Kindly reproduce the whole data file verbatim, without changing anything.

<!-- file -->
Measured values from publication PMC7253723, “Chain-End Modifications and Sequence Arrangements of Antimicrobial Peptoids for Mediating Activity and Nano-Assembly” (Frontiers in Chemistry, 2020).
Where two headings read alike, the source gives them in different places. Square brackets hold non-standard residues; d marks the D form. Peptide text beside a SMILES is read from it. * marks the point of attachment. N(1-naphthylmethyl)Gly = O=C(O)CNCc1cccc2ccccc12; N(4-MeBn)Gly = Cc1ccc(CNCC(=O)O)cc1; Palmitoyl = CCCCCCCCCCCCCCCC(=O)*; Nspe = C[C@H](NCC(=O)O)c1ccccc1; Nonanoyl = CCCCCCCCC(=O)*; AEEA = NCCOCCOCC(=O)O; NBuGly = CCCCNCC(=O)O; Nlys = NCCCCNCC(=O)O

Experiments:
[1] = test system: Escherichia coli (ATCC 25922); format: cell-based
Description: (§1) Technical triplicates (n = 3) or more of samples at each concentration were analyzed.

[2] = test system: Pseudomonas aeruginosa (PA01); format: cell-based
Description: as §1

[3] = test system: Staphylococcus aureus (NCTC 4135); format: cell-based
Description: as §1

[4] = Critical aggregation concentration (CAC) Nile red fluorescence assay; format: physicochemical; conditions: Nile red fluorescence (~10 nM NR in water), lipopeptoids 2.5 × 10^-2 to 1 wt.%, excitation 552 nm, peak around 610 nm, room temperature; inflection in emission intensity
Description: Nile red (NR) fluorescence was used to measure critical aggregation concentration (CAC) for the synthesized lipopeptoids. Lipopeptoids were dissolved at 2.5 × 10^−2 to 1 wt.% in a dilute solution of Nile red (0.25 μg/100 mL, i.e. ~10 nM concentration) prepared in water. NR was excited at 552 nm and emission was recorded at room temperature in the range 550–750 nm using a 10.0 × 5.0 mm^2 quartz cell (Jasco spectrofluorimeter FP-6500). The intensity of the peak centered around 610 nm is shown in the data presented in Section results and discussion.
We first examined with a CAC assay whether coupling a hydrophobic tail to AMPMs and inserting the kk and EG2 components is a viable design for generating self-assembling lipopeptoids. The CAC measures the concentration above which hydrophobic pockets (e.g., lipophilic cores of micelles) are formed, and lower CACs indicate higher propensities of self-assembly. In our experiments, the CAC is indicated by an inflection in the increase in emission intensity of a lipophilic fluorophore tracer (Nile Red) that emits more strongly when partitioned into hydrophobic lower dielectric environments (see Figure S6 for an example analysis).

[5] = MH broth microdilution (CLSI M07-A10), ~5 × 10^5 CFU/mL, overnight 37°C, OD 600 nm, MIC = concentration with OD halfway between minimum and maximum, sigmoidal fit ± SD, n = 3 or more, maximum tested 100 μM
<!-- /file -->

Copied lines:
Measured values from publication PMC7253723, “Chain-End Modifications and Sequence Arrangements of Antimicrobial Peptoids for Mediating Activity and Nano-Assembly” (Frontiers in Chemistry, 2020).
Where two headings read alike, the source gives them in different places. Square brackets hold non-standard residues; d marks the D form. Peptide text beside a SMILES is read from it. * marks the point of attachment. N(1-naphthylmethyl)Gly = O=C(O)CNCc1cccc2ccccc12; N(4-MeBn)Gly = Cc1ccc(CNCC(=O)O)cc1; Palmitoyl = CCCCCCCCCCCCCCCC(=O)*; Nspe = C[C@H](NCC(=O)O)c1ccccc1; Nonanoyl = CCCCCCCCC(=O)*; AEEA = NCCOCCOCC(=O)O; NBuGly = CCCCNCC(=O)O; Nlys = NCCCCNCC(=O)O

Experiments:
[1] = test system: Escherichia coli (ATCC 25922); format: cell-based
Description: (§1) Technical triplicates (n = 3) or more of samples at each concentration were analyzed.

[2] = test system: Pseudomonas aeruginosa (PA01); format: cell-based
Description: as §1

[3] = test system: Staphylococcus aureus (NCTC 4135); format: cell-based
Description: as §1

[4] = Critical aggregation concentration (CAC) Nile red fluorescence assay; format: physicochemical; conditions: Nile red fluorescence (~10 nM NR in water), lipopeptoids 2.5 × 10^-2 to 1 wt.%, excitation 552 nm, peak around 610 nm, room temperature; inflection in emission intensity
Description: Nile red (NR) fluorescence was used to measure critical aggregation concentration (CAC) for the synthesized lipopeptoids. Lipopeptoids were dissolved at 2.5 × 10^−2 to 1 wt.% in a dilute solution of Nile red (0.25 μg/100 mL, i.e. ~10 nM concentration) prepared in water. NR was excited at 552 nm and emission was recorded at room temperature in the range 550–750 nm using a 10.0 × 5.0 mm^2 quartz cell (Jasco spectrofluorimeter FP-6500). The intensity of the peak centered around 610 nm is shown in the data presented in Section results and discussion.
We first examined with a CAC assay whether coupling a hydrophobic tail to AMPMs and inserting the kk and EG2 components is a viable design for generating self-assembling lipopeptoids. The CAC measures the concentration above which hydrophobic pockets (e.g., lipophilic cores of micelles) are formed, and lower CACs indicate higher propensities of self-assembly. In our experiments, the CAC is indicated by an inflection in the increase in emission intensity of a lipophilic fluorophore tracer (Nile Red) that emits more strongly when partitioned into hydrophobic lower dielectric environments (see Figure S6 for an example analysis).

[5] = MH broth microdilution (CLSI M07-A10), ~5 × 10^5 CFU/mL, overnight 37°C, OD 600 nm, MIC = concentration with OD halfway between minimum and maximum, sigmoidal fit ± SD, n = 3 or more, maximum tested 100 μM